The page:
MGC: Since many people are now buying art as an investment, they are looking more closely at the certification and provenance. Blockchain creates an immutable, traceable record of every transaction, whether it’s art changing hands or Bitcoin, and this provenance trail provides the trust needed in a currently largely unregulated market. It can provide better standards for verifiable, global certification. I would like to imagine a world where any painting or sculpture or any artwork that’s not registered on a blockchain would be considered to be fake.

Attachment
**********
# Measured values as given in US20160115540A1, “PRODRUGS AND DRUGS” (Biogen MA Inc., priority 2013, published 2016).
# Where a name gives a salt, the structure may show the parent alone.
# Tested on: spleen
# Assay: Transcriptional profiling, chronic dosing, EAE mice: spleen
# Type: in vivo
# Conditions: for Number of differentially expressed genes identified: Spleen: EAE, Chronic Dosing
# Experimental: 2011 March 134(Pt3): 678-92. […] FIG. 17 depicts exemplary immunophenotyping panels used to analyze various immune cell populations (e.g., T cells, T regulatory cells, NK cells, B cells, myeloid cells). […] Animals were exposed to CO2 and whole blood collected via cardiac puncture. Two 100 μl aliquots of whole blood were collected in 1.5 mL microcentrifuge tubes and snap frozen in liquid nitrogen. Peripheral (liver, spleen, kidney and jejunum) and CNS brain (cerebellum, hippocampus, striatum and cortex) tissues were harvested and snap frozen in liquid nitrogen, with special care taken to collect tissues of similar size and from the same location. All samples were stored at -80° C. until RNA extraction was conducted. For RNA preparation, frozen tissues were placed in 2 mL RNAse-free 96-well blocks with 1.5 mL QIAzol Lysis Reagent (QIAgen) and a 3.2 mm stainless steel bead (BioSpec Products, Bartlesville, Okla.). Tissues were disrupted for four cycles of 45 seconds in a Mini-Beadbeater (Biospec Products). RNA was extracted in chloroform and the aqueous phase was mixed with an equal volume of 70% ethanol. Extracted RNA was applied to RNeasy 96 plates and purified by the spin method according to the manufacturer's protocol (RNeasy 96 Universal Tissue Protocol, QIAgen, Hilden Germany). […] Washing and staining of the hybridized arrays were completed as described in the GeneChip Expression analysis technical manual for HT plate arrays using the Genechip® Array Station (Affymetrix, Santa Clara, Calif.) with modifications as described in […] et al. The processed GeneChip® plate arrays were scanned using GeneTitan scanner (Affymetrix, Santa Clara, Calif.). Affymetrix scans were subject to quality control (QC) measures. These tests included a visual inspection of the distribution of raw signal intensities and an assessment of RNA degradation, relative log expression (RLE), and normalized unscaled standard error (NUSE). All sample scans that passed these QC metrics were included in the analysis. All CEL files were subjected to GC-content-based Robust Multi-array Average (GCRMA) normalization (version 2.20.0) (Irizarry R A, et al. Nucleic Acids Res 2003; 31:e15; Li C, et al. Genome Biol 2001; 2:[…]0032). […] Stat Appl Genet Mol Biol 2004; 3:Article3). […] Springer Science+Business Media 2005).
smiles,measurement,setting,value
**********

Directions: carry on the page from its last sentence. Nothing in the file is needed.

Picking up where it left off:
A&C: Are there any artists whose art, itself, is inspired by cryptocurrency? Does the concept of cryptocurrency work as an artistic subject matter, and why?
MGC: I’ve seen some really stunning pieces that feature or reference cryptocurrency, as a theme. Artists draw inspiration from everything in the world around them, and the concept of crypto-assets is definitely a feature of our time. It’s very exciting and opens up a world of opportunity—I imagine it is this excitement that fuels their creativity: to capture the zeitgeist in a work of art.
A&C: Are cryptocurrencies more popular among the millennial generation? If so, why?